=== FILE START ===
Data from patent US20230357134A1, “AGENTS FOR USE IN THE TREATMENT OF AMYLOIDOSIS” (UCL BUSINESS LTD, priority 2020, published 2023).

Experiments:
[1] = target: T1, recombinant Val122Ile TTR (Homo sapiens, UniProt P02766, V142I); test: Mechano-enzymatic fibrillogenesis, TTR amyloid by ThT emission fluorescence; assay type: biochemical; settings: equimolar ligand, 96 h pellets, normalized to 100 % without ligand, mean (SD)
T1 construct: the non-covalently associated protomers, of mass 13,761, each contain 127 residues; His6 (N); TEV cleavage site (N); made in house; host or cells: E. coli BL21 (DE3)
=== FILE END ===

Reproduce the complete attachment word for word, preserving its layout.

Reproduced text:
Data from patent US20230357134A1, “AGENTS FOR USE IN THE TREATMENT OF AMYLOIDOSIS” (UCL BUSINESS LTD, priority 2020, published 2023).

Experiments:
[1] = target: T1, recombinant Val122Ile TTR (Homo sapiens, UniProt P02766, V142I); test: Mechano-enzymatic fibrillogenesis, TTR amyloid by ThT emission fluorescence; assay type: biochemical; settings: equimolar ligand, 96 h pellets, normalized to 100 % without ligand, mean (SD)
T1 construct: the non-covalently associated protomers, of mass 13,761, each contain 127 residues; His6 (N); TEV cleavage site (N); made in house; host or cells: E. coli BL21 (DE3)